Mink: Calais Campbell's departure leaves a hole on the Ravens' defensive line certainly more than at edge rusher. The Ravens still have a lot of returners on the D-line this year: Michael Pierce, Justin Madubuike, Broderick Washington, Travis Jones and Brent Urban. Still, they could use another big body to add to the mix, and I expect they'll do so in the draft. While cornerback and wide receiver are the team's top two needs, defensive lineman could be next on the list (competing with guard and edge rusher).
Considering the Ravens spent a first-round pick on Odafe Oweh in 2021 and second-round pick on David Ojabo in 2022, I don't expect they'll use another first rounder on an edge rusher this year. They still could bring back last year's team sacks leader, Justin Houston, later this offseason and Tyus Bowser is returning for what should be a stronger season with more time removed from his Achilles tear.
If a top edge rusher such as Georgia's Nolan Smith were to somehow drop to No. 22, the talent may be too good to pass up, however. It could be a Kyle Hamilton situation. If Smith is gone, the other edge rusher that could be available when the Ravens are on the clock would be Clemson's Myles Murphy. I would expect Baltimore would be more likely to draft Murphy's college teammate, defensive lineman Bryan Bresee, than Murphy.
Downing: I don't think the Ravens are done adding to their receiver room. Beckham is on a one-year contract, and while the Ravens indicated they hope to do a long-term deal with him eventually, he's only guaranteed to be in Baltimore for one season at this point. Rashod Bateman is also coming off significant foot surgery. All reports on his recovery have been positive, but he still needs to get back on the field and show he's fully recovered from the Lisfranc injury. With those points in mind, I think the Ravens could benefit from adding another piece to room, whether that's through a trade or the draft.
There has been lots of buzz about the possibility of DeAndre Hopkins coming to Baltimore, and it sounds like that is still a possibility. However, I'd point to the draft as the most likely place to add a receiver. The Ravens have indicated that they like this receiver group, and they could have a chance to get the second or third receiver off the board with pick No. 22. The draft has quality depth at receiver throughout the first few rounds. Adding a receiver in the draft would give the Ravens some depth in the short-term, and potentially someone to step into a big-time role starting next season. The addition of Beckham was great for this team, but receiver is such a premium position that I expect the Ravens to add at least one more with their draft capital.
Mink: If the Ravens take a first-round cornerback, the expectation would probably be that they would become a starter at some point this season. Remember, Marlon Humphrey wasn't an immediate starter. Jimmy Smith was not an immediate starter. While Joey Porter Jr. or Deonte Banks are both very talented, it's a big transition to becoming a starting cornerback in the NFL for any rookie. The Ravens could still add a veteran cornerback in free agency or bring back Marcus Peters. I expect Brandon Stephens will get a chance to compete for a starting cornerback job as well. He played well stepping in for Peters last season.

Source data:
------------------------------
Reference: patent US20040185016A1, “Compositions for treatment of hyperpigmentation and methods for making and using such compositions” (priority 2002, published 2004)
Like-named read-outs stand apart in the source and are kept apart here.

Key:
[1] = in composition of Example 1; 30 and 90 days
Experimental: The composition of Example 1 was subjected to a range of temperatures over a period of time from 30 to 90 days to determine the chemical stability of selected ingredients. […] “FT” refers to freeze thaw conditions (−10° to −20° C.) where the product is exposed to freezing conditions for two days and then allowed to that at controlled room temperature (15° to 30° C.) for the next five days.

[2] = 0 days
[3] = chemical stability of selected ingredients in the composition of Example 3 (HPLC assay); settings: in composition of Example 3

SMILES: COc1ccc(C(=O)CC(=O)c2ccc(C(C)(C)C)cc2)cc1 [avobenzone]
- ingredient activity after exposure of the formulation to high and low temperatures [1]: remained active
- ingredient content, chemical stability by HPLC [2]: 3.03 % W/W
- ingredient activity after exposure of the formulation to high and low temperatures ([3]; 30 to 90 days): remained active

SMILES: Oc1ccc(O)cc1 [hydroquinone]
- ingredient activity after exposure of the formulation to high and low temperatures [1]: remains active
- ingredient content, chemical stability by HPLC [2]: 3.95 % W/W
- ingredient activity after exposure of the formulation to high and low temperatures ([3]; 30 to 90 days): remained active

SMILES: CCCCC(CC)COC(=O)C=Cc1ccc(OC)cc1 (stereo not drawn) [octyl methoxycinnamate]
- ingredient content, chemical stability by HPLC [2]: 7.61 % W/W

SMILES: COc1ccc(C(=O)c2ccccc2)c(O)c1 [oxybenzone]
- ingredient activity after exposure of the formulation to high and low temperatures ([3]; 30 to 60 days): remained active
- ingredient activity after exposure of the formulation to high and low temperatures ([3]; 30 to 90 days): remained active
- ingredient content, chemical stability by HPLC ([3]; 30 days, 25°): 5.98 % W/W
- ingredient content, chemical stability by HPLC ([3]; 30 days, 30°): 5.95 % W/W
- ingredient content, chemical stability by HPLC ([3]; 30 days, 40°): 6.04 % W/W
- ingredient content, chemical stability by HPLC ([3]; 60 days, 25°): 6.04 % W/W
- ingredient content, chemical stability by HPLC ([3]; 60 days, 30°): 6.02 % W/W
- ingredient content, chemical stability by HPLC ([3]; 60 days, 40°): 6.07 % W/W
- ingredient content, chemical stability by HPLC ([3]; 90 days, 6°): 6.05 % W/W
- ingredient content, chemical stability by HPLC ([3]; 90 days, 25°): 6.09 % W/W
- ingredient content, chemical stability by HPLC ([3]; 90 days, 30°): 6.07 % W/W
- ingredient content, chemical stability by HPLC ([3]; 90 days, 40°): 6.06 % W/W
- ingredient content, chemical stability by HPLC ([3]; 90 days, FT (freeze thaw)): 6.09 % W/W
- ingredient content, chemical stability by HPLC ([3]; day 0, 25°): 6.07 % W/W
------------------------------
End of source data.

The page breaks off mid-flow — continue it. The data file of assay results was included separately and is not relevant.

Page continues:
As far as Jalyn Armour-Davis and Pepe Williams, their roles will continue to grow, but it would be asking a lot to expect them to step into a starting job Week 1. Armour-Davis missed most of his rookie year due to a hip injury, so he has some catching up to do this offseason. The Ravens drafted him believing he has starter-level traits, which he showed at Alabama. If he can stay healthy and has a strong summer, Armour-Davis will be in that mix for CB2 or as a top reserve at outside corner. Williams is more versatile, so he could see reps as a slot corner and at safety. Chuck Clark's departure could mean more opportunities for Williams as Kyle Hamilton's role changes somewhat.
Downing: He certainly could be. Beckham was on a Hall-of-Fame trajectory early in his career before dealing with multiple injuries, and the Ravens believe he's "ready to explode" again this year. Beckham will be 18 months removed from his most recent ACL surgery when the 2023 season opens in September, and the Ravens expressed confidence last week during his introductory press conference about the impact he'll make on this offense. If Beckham returns to his form from earlier in his career where he topped 1,000 yards in five of his first six seasons, then he could very well have the best season of any receiver to put on a Ravens uniform.
Tight end Mark Andrews actually holds the franchise record for single-season receiving yards with 1,361 yards set in 2021. Michael Jackson has the most for a receiver, as he put up 1,201 in the team's inaugural season in 1996. Beckham has the talent and ability to hit those marks. The Ravens have brought in some high caliber veteran receivers in franchise history, like Steve Smith Sr., Anquan Boldin and Derrick Mason. Smith and Boldin may end up with gold jackets, and Mason is the leading receiver in franchise history. Beckham would need to have a big season to establish himself as the best receiver in franchise history, but I'm not going to bet against him.